Government policies for electromagnetic fields should be evidence based, harmonised internationally and draw on the existing recommendations by expert bodies such as the World Health Organization and the International Telecommunications Union.
Human Exposure Standards
The International Commission on Non-Ionizing Radiation Protection (ICNIRP) developed human exposure guidelines that are recommended by the World Health Organization (WHO) and the International Telecommunications Union (ITU). The ICNIRP guidelines were developed following reviews of the scientific literature, including thermal and non-thermal effects, and are designed to provide protection to all people (including children) against all established health hazards. They are structured around basic restrictions, measures of RF energy deposited in the body, and reference levels, external field levels that are more easily measured for compliance purposes. In general reference levels are used for base station compliance and basic restrictions for devices used close to the body.
In September 2009 the ICNIRP issued a statement confirming that its present recommendations remain valid.
It is important to emphasize that exposure limits are not emission limits, the former apply to locations accessible to workers or members of the general public. Thus, it is possible to achieve compliance by limiting access to areas where the exposure limits are exceeded. Emission limits are technical equipment specifications.
Compliance standards describe the methods used to determine that exposures from wireless antennas or mobile devices are less than the recommended exposure limits.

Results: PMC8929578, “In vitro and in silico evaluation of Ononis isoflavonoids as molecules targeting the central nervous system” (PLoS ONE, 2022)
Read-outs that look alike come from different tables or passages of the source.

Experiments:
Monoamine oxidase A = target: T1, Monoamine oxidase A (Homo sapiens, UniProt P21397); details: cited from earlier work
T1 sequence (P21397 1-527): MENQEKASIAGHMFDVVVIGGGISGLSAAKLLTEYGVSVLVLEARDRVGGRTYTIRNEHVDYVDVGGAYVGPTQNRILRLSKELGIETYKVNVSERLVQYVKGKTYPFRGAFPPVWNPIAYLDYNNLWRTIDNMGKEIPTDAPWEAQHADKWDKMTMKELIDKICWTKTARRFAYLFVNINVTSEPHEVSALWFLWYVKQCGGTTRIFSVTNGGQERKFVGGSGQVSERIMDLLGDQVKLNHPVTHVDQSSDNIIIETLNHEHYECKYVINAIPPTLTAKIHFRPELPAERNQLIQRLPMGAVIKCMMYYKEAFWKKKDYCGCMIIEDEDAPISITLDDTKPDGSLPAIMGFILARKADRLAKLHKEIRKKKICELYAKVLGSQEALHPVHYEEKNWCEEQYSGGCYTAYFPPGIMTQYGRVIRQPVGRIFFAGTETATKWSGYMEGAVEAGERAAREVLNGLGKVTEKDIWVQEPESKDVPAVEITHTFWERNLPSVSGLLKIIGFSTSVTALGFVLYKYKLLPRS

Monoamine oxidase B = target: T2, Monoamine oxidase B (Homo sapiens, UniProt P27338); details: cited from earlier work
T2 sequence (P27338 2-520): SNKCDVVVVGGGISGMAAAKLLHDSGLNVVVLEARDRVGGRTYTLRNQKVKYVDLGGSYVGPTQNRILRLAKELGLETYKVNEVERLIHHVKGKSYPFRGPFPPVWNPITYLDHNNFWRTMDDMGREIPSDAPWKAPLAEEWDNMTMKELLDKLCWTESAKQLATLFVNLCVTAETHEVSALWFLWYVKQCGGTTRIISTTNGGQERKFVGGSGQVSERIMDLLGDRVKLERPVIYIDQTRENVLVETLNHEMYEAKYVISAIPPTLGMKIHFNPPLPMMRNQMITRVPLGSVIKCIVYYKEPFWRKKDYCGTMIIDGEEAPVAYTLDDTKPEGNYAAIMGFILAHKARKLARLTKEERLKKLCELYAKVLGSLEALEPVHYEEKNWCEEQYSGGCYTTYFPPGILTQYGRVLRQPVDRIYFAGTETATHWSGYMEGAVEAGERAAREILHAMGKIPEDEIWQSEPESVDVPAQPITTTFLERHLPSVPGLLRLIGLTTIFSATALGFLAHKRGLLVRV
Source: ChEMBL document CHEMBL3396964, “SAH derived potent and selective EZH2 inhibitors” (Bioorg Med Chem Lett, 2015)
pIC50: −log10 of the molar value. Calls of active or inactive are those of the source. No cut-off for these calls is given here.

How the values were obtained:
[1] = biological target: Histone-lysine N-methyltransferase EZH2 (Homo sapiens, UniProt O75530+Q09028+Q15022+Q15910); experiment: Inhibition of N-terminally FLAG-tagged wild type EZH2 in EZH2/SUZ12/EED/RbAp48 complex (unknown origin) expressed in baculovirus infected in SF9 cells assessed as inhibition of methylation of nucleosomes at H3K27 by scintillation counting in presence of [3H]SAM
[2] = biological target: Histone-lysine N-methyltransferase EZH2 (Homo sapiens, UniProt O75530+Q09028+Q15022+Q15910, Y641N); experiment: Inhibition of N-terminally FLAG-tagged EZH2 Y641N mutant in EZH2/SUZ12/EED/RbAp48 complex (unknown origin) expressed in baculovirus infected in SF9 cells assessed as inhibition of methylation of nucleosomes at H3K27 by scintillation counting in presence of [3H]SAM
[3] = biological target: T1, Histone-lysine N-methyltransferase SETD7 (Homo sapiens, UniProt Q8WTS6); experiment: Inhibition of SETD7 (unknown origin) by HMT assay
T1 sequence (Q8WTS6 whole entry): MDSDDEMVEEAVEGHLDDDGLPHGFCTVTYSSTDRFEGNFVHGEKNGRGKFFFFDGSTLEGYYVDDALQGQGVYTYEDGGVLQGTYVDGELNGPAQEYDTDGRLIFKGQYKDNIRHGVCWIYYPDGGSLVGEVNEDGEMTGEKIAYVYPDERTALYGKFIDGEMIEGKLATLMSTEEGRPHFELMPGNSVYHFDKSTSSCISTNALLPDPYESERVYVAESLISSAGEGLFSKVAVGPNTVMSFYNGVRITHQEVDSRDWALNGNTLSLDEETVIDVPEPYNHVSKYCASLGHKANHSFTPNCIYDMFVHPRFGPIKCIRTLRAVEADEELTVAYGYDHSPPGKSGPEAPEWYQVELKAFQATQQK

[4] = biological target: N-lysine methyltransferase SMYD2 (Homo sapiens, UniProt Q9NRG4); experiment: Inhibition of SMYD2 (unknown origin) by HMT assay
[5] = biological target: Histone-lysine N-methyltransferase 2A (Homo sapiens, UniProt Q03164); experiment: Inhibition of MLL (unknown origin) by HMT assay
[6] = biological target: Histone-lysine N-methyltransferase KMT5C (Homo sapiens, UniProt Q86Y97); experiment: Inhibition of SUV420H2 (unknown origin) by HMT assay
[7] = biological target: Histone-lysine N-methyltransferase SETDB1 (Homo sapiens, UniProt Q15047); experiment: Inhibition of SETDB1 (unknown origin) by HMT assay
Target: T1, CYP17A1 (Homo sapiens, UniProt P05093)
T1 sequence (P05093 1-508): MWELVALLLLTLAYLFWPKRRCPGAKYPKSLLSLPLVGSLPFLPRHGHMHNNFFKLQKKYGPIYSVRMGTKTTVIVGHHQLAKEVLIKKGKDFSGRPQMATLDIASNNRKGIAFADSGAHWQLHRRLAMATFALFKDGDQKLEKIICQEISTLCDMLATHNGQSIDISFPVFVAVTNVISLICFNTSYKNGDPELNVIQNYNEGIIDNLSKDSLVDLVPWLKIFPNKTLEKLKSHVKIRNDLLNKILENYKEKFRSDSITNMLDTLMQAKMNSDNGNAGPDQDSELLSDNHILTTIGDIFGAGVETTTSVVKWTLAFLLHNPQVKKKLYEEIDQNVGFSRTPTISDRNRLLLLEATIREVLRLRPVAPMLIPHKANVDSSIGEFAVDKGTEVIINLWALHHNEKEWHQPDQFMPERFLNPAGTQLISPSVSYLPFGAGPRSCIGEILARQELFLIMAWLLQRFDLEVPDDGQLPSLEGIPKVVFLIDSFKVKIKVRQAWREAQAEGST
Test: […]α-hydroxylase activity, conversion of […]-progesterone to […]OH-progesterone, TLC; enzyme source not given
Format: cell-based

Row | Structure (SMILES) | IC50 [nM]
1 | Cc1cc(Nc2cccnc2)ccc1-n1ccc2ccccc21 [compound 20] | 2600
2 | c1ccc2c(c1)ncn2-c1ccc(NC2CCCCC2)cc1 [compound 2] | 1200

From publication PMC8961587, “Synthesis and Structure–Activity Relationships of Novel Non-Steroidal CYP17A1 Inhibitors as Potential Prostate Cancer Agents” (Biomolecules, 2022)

In cases were the source is distant from the human body free-field exposure measurement methods can be used and limits are specified in units such as volts per meter (V/m) or power density (Watts / square metre).
When the radio transmitter is used close to the head or body the method uses robot positioned measurement probes in phantom humans containing tissue simulating liquids and limits are specified in terms of the Specific Absorption Rate (SAR) with units of watts per kilogram (W/kg).
Compliance standards are produced by international organizations such as the IEC and the ITU.
The international safety recommendations endorsed by the WHO are designed to provide protection against all known health hazards, however, some groups have argued for additional measures on a ‘precautionary’ basis in order to respond to scientific uncertainty or public concern. There are more effective ways to respond to scientific uncertainty and public concern. Responding to Scientific Uncertainty (pdf)
The WHO has warned that some precautionary approaches may undermine confidence in exposure guidelines. Supporting this warning is research showing that precautionary policies increase concern because the public interpret the measures as evidence of possible risk.
In respect of mobile phones, the current WHO advice is that:
‘A large number of studies have been performed over the last two decades to assess whether mobile phones pose a potential health risk. To date, no adverse health effects have been established as being caused by mobile phone use.’
For those who are concerned, the WHO notes that exposure can be reduced by text messaging, using a “hands free” device and using the phone in areas of good reception. The WHO states: ‘The use of commercial devices for reducing radiofrequency field exposure has not been shown to be effective.’
The WHO has also stated for mobile networks that:
‘It is difficult to envision a consistent and equitable cautionary policy that would minimize radiofrequency EMF exposures from cellular telephone base stations given the presence of far higher powered sources in the same urban area. Indeed, attempts to implement a cautionary policy for cellular telephone masts have typically been done on a piecemeal basis, with no attention to other (much stronger) sources of RF energy in the environment.”